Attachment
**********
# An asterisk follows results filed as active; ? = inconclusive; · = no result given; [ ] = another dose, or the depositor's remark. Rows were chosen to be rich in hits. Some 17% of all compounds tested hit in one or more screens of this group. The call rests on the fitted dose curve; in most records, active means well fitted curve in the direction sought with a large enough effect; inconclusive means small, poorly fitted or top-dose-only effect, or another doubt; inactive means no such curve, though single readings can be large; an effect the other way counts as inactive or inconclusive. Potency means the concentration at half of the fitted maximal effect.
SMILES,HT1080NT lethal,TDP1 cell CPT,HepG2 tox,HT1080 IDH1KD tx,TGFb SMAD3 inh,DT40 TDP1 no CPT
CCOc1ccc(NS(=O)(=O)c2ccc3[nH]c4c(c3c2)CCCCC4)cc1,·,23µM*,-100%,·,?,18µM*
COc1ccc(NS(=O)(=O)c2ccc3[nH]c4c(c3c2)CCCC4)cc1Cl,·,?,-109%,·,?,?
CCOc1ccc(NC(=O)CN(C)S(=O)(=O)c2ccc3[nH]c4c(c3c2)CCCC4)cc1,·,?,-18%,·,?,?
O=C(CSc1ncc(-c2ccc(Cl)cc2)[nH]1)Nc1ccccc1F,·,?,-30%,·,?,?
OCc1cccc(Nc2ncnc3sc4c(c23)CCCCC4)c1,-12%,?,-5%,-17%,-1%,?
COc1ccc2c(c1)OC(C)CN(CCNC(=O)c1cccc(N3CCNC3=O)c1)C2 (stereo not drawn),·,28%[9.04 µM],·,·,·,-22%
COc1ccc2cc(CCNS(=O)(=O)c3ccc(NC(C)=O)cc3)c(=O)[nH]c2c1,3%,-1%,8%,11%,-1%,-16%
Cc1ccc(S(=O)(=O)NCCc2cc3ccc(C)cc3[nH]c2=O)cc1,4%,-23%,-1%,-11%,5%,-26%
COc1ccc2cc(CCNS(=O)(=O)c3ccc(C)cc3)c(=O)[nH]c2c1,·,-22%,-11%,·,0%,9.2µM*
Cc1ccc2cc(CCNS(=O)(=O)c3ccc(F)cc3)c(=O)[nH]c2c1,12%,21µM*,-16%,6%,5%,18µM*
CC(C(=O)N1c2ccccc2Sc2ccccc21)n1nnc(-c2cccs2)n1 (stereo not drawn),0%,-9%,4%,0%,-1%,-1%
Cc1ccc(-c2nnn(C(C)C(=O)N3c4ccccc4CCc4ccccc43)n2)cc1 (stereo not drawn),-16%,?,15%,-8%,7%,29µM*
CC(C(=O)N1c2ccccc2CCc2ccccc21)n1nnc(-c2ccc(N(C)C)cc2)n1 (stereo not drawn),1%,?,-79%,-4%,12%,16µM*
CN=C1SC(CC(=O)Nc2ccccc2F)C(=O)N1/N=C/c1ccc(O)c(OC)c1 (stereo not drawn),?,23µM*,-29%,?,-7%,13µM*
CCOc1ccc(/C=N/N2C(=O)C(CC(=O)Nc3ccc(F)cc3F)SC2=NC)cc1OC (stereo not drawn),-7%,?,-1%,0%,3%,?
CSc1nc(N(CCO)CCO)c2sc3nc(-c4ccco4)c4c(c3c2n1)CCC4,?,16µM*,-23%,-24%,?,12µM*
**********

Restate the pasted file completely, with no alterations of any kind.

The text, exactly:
# An asterisk follows results filed as active; ? = inconclusive; · = no result given; [ ] = another dose, or the depositor's remark. Rows were chosen to be rich in hits. Some 17% of all compounds tested hit in one or more screens of this group. The call rests on the fitted dose curve; in most records, active means well fitted curve in the direction sought with a large enough effect; inconclusive means small, poorly fitted or top-dose-only effect, or another doubt; inactive means no such curve, though single readings can be large; an effect the other way counts as inactive or inconclusive. Potency means the concentration at half of the fitted maximal effect.
SMILES,HT1080NT lethal,TDP1 cell CPT,HepG2 tox,HT1080 IDH1KD tx,TGFb SMAD3 inh,DT40 TDP1 no CPT
CCOc1ccc(NS(=O)(=O)c2ccc3[nH]c4c(c3c2)CCCCC4)cc1,·,23µM*,-100%,·,?,18µM*
COc1ccc(NS(=O)(=O)c2ccc3[nH]c4c(c3c2)CCCC4)cc1Cl,·,?,-109%,·,?,?
CCOc1ccc(NC(=O)CN(C)S(=O)(=O)c2ccc3[nH]c4c(c3c2)CCCC4)cc1,·,?,-18%,·,?,?
O=C(CSc1ncc(-c2ccc(Cl)cc2)[nH]1)Nc1ccccc1F,·,?,-30%,·,?,?
OCc1cccc(Nc2ncnc3sc4c(c23)CCCCC4)c1,-12%,?,-5%,-17%,-1%,?
COc1ccc2c(c1)OC(C)CN(CCNC(=O)c1cccc(N3CCNC3=O)c1)C2 (stereo not drawn),·,28%[9.04 µM],·,·,·,-22%
COc1ccc2cc(CCNS(=O)(=O)c3ccc(NC(C)=O)cc3)c(=O)[nH]c2c1,3%,-1%,8%,11%,-1%,-16%
Cc1ccc(S(=O)(=O)NCCc2cc3ccc(C)cc3[nH]c2=O)cc1,4%,-23%,-1%,-11%,5%,-26%
COc1ccc2cc(CCNS(=O)(=O)c3ccc(C)cc3)c(=O)[nH]c2c1,·,-22%,-11%,·,0%,9.2µM*
Cc1ccc2cc(CCNS(=O)(=O)c3ccc(F)cc3)c(=O)[nH]c2c1,12%,21µM*,-16%,6%,5%,18µM*
CC(C(=O)N1c2ccccc2Sc2ccccc21)n1nnc(-c2cccs2)n1 (stereo not drawn),0%,-9%,4%,0%,-1%,-1%
Cc1ccc(-c2nnn(C(C)C(=O)N3c4ccccc4CCc4ccccc43)n2)cc1 (stereo not drawn),-16%,?,15%,-8%,7%,29µM*
CC(C(=O)N1c2ccccc2CCc2ccccc21)n1nnc(-c2ccc(N(C)C)cc2)n1 (stereo not drawn),1%,?,-79%,-4%,12%,16µM*
CN=C1SC(CC(=O)Nc2ccccc2F)C(=O)N1/N=C/c1ccc(O)c(OC)c1 (stereo not drawn),?,23µM*,-29%,?,-7%,13µM*
CCOc1ccc(/C=N/N2C(=O)C(CC(=O)Nc3ccc(F)cc3F)SC2=NC)cc1OC (stereo not drawn),-7%,?,-1%,0%,3%,?
CSc1nc(N(CCO)CCO)c2sc3nc(-c4ccco4)c4c(c3c2n1)CCC4,?,16µM*,-23%,-24%,?,12µM*